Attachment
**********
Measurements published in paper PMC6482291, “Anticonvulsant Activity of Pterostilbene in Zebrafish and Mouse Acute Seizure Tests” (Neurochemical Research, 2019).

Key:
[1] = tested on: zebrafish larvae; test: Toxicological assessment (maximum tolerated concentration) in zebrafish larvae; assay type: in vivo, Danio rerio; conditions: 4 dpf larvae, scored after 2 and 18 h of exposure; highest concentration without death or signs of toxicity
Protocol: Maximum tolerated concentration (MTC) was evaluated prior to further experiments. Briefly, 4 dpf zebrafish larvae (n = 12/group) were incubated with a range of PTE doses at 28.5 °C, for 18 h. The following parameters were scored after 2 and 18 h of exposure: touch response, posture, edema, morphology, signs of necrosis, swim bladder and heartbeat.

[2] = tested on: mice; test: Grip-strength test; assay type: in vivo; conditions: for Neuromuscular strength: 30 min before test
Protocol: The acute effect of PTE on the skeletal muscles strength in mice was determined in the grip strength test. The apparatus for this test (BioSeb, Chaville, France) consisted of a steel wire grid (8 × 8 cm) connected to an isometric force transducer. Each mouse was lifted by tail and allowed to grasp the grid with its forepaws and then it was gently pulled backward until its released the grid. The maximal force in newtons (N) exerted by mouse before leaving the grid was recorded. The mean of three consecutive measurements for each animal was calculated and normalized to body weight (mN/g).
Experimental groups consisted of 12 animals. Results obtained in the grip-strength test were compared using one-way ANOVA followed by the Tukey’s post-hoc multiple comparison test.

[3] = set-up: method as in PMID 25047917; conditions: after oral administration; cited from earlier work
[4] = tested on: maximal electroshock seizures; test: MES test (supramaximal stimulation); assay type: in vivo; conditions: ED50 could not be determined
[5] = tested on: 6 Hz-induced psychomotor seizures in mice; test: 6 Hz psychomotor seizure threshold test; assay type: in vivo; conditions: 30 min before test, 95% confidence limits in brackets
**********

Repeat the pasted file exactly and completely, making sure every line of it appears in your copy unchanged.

Measurements published in paper PMC6482291, “Anticonvulsant Activity of Pterostilbene in Zebrafish and Mouse Acute Seizure Tests” (Neurochemical Research, 2019).

Key:
[1] = tested on: zebrafish larvae; test: Toxicological assessment (maximum tolerated concentration) in zebrafish larvae; assay type: in vivo, Danio rerio; conditions: 4 dpf larvae, scored after 2 and 18 h of exposure; highest concentration without death or signs of toxicity
Protocol: Maximum tolerated concentration (MTC) was evaluated prior to further experiments. Briefly, 4 dpf zebrafish larvae (n = 12/group) were incubated with a range of PTE doses at 28.5 °C, for 18 h. The following parameters were scored after 2 and 18 h of exposure: touch response, posture, edema, morphology, signs of necrosis, swim bladder and heartbeat.

[2] = tested on: mice; test: Grip-strength test; assay type: in vivo; conditions: for Neuromuscular strength: 30 min before test
Protocol: The acute effect of PTE on the skeletal muscles strength in mice was determined in the grip strength test. The apparatus for this test (BioSeb, Chaville, France) consisted of a steel wire grid (8 × 8 cm) connected to an isometric force transducer. Each mouse was lifted by tail and allowed to grasp the grid with its forepaws and then it was gently pulled backward until its released the grid. The maximal force in newtons (N) exerted by mouse before leaving the grid was recorded. The mean of three consecutive measurements for each animal was calculated and normalized to body weight (mN/g).
Experimental groups consisted of 12 animals. Results obtained in the grip-strength test were compared using one-way ANOVA followed by the Tukey’s post-hoc multiple comparison test.

[3] = set-up: method as in PMID 25047917; conditions: after oral administration; cited from earlier work
[4] = tested on: maximal electroshock seizures; test: MES test (supramaximal stimulation); assay type: in vivo; conditions: ED50 could not be determined
[5] = tested on: 6 Hz-induced psychomotor seizures in mice; test: 6 Hz psychomotor seizure threshold test; assay type: in vivo; conditions: 30 min before test, 95% confidence limits in brackets